OTP (Outside the
Parameter)

Presented by

Dana TeCroney

The
purpose of this investigation is to explore parametric equations using the
program Graphing Calculator.
Consider the equation . With many other graphing technologies such as the
TI calculators, this equation cannot be graphed (as is, parametric equations
are necessary), but can with Graphing Calculator.

How
else could you deal with an equation like this?

If
we wrote this in parametric form would things change? Well, let's see shall weÉ

Let
y = tx, where t is our parameter.
Now, substituting for t, we obtain.

x^{3} + t^{3}y^{3}
= 3x^{2}

With
a little algebra, it can be shown that:

,

Now
things get interesting when we begin to graph this parametrically with
different ranges for t, start with t = 0 .. 1. In the following graphs, the pink is the original graph of and the blue graphs are the
parametric equations.

Obviously
this range isn't good enough, so try t = 0 É 10

t
= 0 É 100?

If
you look closely, this is actually a worse approximation of the original graph,
to illustrate the point, try t = 0 É 200.
You can see how the approximation is becoming more rigid and less
smooth.

When
t = 0 É 1000, the approximation isnÕt even close as shown below.

As
shown in the graphs above the best upper bound we have tried is t = 10, however
we have only covered the loop of the original graph. To cover the rest, we need to consider negative values of t,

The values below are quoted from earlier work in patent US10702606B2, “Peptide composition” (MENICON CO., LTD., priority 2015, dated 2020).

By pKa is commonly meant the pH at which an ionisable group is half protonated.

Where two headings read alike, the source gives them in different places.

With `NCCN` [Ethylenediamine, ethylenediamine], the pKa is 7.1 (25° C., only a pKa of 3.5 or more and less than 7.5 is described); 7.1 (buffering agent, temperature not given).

however, there is a problem: domains.
In the original equation , the domain consists of all real numbers, however, , , has a domain restriction of t not equaling -1. So, can we approximate the entire graph
with a t value less than -1? The graph
below shows t = -.999 É 10.

As
it turns out, t = -10 É 10 gives us an approximation for the whole graph, but
there is an extra line where the slant asymptote isÉ

This
illustrates one of the limitations of technology. When graphing technologies are given parametric equations,
they evaluate a given number of points and then connect these points. So why the line? Consider the following.

= =

As
you can see, as t gets really close to -1, the points are far off in the second
and forth quadrant depending on whether you are approaching from the left or
the right. When you put this all
together, the technology connects these points and hence the line, despite the
fact that the line (asymptote) isnÕt part of the graph.